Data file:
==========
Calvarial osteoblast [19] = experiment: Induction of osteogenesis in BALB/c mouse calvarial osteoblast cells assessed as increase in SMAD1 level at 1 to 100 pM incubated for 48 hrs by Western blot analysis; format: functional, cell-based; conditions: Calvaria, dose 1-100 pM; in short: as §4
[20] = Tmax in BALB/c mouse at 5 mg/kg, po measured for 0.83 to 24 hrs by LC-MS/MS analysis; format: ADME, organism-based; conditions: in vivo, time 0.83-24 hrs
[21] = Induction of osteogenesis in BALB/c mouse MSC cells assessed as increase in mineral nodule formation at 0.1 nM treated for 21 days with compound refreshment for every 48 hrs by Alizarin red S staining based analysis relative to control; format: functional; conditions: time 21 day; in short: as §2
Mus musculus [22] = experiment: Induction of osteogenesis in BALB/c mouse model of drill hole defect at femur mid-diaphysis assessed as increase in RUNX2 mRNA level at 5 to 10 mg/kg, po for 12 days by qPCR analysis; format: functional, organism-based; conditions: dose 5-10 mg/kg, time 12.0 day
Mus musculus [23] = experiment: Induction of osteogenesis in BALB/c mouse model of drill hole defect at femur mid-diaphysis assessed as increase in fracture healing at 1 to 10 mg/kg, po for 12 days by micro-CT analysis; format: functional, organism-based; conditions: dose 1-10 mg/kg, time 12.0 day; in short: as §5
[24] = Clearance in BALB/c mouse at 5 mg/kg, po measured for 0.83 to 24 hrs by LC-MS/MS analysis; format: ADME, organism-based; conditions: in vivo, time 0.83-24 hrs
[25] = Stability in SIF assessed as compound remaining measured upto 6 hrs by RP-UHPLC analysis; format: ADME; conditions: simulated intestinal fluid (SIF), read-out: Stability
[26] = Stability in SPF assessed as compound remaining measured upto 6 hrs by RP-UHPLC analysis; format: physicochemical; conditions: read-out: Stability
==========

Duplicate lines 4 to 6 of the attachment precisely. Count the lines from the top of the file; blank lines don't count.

Mus musculus [22] = experiment: Induction of osteogenesis in BALB/c mouse model of drill hole defect at femur mid-diaphysis assessed as increase in RUNX2 mRNA level at 5 to 10 mg/kg, po for 12 days by qPCR analysis; format: functional, organism-based; conditions: dose 5-10 mg/kg, time 12.0 day
Mus musculus [23] = experiment: Induction of osteogenesis in BALB/c mouse model of drill hole defect at femur mid-diaphysis assessed as increase in fracture healing at 1 to 10 mg/kg, po for 12 days by micro-CT analysis; format: functional, organism-based; conditions: dose 1-10 mg/kg, time 12.0 day; in short: as §5
[24] = Clearance in BALB/c mouse at 5 mg/kg, po measured for 0.83 to 24 hrs by LC-MS/MS analysis; format: ADME, organism-based; conditions: in vivo, time 0.83-24 hrs